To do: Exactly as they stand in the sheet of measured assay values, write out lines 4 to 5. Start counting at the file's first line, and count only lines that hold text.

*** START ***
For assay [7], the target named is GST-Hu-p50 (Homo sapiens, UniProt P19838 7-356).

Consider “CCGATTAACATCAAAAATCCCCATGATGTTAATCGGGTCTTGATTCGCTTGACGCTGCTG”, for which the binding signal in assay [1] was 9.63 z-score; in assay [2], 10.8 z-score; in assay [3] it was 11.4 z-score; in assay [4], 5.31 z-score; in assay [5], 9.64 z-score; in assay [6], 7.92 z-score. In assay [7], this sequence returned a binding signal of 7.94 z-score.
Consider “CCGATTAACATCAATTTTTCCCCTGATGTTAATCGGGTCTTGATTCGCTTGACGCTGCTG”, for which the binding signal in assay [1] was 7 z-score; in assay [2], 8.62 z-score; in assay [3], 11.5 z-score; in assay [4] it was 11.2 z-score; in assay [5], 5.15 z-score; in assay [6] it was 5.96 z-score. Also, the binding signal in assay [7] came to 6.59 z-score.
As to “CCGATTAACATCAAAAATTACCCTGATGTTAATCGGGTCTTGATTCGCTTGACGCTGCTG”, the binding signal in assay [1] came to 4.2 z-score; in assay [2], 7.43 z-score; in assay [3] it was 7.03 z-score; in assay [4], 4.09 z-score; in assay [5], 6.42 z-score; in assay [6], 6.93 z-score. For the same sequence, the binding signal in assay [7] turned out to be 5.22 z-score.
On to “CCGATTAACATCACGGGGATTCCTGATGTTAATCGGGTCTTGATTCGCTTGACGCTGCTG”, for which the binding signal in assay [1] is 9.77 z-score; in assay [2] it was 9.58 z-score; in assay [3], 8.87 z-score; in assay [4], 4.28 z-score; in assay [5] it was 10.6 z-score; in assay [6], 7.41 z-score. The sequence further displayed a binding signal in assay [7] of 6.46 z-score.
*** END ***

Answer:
As to “CCGATTAACATCAAAAATTACCCTGATGTTAATCGGGTCTTGATTCGCTTGACGCTGCTG”, the binding signal in assay [1] came to 4.2 z-score; in assay [2], 7.43 z-score; in assay [3] it was 7.03 z-score; in assay [4], 4.09 z-score; in assay [5], 6.42 z-score; in assay [6], 6.93 z-score. For the same sequence, the binding signal in assay [7] turned out to be 5.22 z-score.
On to “CCGATTAACATCACGGGGATTCCTGATGTTAATCGGGTCTTGATTCGCTTGACGCTGCTG”, for which the binding signal in assay [1] is 9.77 z-score; in assay [2] it was 9.58 z-score; in assay [3], 8.87 z-score; in assay [4], 4.28 z-score; in assay [5] it was 10.6 z-score; in assay [6], 7.41 z-score. The sequence further displayed a binding signal in assay [7] of 6.46 z-score.